, Associate Engineer, SAFHL - Hydraulic Lab
Jeff Marr, Associate Director, SAFHL - Hydraulic Lab
John Nieber, Professor, Bioproducts and Biosystems Engineering
Minnesota has ~92,000 miles of streams and rivers and 142,000 miles of roads. Minnesota streams and rivers are an integral part of our state's natural and economic landscape. These two networks intersect numerous times, often with a stream passing beneath the roadway in a culvert. Historically, these crossings have been designed with the safe passage of roadway traffic in mind, but recently there has been wide acknowledgement that allowing for passage of stream "traffic" (fish and other aquatic organisms) is also important to maintain the aquatic connectivity of in-stream habitat. Culverts can become barriers when conditions exceed fish or aquatic organism abilities with: excessive drop at outlet, insufficient pool depth, excess flow velocity, excessive turbulence, or behavioral barriers.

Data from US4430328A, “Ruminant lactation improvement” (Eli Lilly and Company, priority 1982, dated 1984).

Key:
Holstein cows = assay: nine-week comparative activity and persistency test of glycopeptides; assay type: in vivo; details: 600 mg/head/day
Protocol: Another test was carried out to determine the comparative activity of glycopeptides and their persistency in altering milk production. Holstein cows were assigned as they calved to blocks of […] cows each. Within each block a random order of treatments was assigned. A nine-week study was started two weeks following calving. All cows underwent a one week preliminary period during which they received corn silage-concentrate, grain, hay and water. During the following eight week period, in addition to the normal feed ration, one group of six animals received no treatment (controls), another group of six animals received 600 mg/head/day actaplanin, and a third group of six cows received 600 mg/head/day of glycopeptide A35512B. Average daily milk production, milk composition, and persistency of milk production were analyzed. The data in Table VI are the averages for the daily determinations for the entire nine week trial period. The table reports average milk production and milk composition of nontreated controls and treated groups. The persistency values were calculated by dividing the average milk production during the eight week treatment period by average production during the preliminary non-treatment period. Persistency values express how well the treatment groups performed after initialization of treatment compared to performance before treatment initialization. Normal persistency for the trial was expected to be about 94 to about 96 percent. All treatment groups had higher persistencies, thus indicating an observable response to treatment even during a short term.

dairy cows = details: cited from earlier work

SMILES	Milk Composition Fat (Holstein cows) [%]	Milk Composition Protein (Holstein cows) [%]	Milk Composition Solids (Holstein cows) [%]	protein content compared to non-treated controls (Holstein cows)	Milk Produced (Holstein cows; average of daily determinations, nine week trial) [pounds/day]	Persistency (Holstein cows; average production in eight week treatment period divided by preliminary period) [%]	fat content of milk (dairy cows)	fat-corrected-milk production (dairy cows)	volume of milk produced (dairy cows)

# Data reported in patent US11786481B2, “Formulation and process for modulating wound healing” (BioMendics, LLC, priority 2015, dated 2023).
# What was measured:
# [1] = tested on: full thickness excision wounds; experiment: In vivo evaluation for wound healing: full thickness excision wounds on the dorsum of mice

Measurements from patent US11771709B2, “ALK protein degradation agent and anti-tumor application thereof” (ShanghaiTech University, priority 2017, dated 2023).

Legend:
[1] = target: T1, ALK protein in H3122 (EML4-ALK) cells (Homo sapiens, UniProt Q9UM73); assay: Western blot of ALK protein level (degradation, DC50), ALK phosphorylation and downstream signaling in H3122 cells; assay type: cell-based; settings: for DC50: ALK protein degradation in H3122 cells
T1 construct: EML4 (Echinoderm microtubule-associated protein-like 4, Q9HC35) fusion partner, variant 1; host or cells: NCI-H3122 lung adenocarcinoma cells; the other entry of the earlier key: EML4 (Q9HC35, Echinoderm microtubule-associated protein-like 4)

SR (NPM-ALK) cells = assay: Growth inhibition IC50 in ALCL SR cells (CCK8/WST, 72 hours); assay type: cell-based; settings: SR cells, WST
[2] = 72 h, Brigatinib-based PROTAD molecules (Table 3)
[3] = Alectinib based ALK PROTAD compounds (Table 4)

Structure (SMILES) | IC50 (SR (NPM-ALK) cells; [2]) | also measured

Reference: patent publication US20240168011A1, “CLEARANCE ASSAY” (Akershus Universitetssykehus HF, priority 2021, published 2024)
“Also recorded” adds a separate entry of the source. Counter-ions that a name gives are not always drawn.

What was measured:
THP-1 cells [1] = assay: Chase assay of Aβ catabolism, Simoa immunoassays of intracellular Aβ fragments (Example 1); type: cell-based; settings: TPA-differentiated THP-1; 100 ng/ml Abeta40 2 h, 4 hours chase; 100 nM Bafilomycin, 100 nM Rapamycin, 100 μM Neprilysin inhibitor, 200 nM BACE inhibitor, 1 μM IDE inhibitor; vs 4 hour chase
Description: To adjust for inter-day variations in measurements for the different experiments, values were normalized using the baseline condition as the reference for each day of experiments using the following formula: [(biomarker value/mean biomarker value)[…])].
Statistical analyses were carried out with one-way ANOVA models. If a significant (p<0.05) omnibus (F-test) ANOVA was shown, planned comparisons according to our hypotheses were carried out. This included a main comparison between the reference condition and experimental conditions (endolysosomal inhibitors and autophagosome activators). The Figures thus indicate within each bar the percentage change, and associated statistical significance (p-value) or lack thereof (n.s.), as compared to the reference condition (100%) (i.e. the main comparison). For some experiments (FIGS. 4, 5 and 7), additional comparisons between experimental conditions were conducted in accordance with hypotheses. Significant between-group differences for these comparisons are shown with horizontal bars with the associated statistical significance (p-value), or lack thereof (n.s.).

Although a number of published resources on aquatic organism passage design exist, there is no single guide to inform designers which solutions are appropriate and effective in Minnesota. The design of culverts to accommodate aquatic organism passage (AOP) requires an understanding of organism habitat requirements, swimming abilities, and migration needs, as well as an understanding of how a culvert design will perform in a specific geomorphic and hydrologic context. Due to the variety of eco-regions found in Minnesota, culvert geometries, and other factors, it is not likely that there is a single solution to accommodate aquatic organism passage through culverts. This project is mining expert knowledge and synthesizing existing AOP documents to develop a Minnesota culvert design guidance for aquatic species passage and stream connectivity.
- Project number: 2017013
- Start date: 06/2016
- Project status: Completed
- Research area: Environment and Energy